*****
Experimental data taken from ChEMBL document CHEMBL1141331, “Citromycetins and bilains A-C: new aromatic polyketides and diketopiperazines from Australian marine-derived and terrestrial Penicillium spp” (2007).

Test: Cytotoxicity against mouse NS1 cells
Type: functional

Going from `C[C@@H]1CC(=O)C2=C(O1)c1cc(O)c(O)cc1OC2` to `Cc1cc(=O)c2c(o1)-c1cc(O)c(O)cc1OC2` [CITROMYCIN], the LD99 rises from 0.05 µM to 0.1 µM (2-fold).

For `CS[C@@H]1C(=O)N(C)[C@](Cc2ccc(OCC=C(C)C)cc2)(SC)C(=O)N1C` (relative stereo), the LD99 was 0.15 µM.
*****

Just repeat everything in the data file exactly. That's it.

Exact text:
Experimental data taken from ChEMBL document CHEMBL1141331, “Citromycetins and bilains A-C: new aromatic polyketides and diketopiperazines from Australian marine-derived and terrestrial Penicillium spp” (2007).

Test: Cytotoxicity against mouse NS1 cells
Type: functional

Going from `C[C@@H]1CC(=O)C2=C(O1)c1cc(O)c(O)cc1OC2` to `Cc1cc(=O)c2c(o1)-c1cc(O)c(O)cc1OC2` [CITROMYCIN], the LD99 rises from 0.05 µM to 0.1 µM (2-fold).

For `CS[C@@H]1C(=O)N(C)[C@](Cc2ccc(OCC=C(C)C)cc2)(SC)C(=O)N1C` (relative stereo), the LD99 was 0.15 µM.